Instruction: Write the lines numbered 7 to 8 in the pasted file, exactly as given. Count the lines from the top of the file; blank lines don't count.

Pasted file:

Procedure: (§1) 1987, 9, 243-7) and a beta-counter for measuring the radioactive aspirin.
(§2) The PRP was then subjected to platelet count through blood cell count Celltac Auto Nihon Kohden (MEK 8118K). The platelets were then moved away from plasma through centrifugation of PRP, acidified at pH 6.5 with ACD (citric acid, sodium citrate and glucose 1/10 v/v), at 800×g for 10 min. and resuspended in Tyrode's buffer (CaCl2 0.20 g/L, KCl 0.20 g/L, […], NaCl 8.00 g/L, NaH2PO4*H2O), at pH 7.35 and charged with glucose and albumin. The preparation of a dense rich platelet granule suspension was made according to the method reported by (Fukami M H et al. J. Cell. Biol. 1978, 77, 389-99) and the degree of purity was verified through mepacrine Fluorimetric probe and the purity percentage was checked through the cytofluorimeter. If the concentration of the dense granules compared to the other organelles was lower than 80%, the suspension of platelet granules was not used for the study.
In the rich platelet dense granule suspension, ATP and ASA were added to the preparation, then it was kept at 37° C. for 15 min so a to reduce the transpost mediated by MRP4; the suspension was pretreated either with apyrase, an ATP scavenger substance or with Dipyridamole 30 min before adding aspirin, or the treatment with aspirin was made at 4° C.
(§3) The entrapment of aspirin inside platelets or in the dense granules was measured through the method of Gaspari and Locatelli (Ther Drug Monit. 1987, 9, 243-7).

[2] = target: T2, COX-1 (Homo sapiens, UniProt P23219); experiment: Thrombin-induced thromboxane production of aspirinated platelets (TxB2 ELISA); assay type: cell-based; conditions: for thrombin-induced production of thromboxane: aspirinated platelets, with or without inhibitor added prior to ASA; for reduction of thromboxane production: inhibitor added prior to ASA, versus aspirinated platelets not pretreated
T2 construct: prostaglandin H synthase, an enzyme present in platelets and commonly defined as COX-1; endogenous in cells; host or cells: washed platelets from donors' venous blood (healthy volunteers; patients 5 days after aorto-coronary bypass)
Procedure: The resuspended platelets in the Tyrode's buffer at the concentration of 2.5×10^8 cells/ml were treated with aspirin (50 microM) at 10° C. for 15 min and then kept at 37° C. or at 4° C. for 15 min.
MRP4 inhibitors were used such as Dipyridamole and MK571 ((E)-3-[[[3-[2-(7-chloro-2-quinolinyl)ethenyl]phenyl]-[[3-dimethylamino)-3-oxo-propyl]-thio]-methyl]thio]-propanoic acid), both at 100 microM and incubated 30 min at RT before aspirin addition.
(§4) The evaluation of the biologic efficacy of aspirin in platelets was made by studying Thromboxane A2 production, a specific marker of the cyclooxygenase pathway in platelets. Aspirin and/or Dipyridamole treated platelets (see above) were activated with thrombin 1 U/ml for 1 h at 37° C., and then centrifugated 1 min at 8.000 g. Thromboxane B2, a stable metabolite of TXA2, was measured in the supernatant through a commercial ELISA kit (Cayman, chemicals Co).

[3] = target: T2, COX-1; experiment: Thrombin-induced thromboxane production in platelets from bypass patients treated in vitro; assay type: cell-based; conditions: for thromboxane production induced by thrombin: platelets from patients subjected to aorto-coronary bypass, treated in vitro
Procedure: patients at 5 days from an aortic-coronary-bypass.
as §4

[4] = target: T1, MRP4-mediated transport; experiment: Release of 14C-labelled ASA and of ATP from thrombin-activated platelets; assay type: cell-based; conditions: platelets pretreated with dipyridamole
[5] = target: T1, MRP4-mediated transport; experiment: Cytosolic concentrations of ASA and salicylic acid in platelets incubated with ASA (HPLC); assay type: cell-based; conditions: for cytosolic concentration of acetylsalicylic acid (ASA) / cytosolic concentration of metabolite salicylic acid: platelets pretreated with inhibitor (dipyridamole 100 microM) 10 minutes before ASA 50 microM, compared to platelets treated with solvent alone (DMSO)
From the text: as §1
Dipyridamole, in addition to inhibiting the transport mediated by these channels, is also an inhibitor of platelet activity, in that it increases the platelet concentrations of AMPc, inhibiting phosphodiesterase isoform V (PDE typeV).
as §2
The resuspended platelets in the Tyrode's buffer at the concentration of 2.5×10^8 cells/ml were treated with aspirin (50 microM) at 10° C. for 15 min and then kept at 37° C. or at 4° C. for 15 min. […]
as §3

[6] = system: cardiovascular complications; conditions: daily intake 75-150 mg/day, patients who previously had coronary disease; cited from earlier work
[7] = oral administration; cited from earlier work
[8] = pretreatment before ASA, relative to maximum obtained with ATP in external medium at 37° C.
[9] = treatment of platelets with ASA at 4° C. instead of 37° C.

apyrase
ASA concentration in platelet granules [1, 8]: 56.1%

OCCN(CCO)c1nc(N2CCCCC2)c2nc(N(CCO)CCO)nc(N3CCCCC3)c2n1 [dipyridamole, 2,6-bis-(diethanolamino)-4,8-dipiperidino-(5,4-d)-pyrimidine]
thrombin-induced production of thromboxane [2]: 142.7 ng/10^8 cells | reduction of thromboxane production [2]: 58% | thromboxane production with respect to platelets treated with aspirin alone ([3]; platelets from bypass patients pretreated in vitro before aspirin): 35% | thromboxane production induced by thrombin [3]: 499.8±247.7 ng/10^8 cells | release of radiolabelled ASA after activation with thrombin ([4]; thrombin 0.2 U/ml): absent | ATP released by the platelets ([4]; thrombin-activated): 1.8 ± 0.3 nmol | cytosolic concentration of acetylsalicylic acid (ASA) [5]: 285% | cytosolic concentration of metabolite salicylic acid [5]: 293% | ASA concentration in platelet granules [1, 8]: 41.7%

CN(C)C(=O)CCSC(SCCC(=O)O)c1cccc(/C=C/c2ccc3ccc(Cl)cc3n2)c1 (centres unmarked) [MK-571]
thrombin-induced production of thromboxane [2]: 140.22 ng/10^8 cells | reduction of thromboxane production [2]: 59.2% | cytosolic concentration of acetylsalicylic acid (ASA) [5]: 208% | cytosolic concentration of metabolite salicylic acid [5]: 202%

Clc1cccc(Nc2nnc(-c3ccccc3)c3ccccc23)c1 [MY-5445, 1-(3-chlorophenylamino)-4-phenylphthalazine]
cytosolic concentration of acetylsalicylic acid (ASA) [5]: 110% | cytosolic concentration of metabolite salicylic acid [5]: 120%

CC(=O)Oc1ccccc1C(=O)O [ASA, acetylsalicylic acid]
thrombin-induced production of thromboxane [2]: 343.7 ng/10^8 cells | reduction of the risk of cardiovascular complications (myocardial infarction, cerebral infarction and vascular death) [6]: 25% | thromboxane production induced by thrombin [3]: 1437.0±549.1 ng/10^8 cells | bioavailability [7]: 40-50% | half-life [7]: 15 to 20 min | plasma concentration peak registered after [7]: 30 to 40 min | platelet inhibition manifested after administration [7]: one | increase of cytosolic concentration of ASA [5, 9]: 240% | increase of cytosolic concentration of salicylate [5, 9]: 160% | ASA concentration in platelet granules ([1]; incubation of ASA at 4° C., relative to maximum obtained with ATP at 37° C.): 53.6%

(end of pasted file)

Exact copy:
Procedure: The resuspended platelets in the Tyrode's buffer at the concentration of 2.5×10^8 cells/ml were treated with aspirin (50 microM) at 10° C. for 15 min and then kept at 37° C. or at 4° C. for 15 min.
MRP4 inhibitors were used such as Dipyridamole and MK571 ((E)-3-[[[3-[2-(7-chloro-2-quinolinyl)ethenyl]phenyl]-[[3-dimethylamino)-3-oxo-propyl]-thio]-methyl]thio]-propanoic acid), both at 100 microM and incubated 30 min at RT before aspirin addition.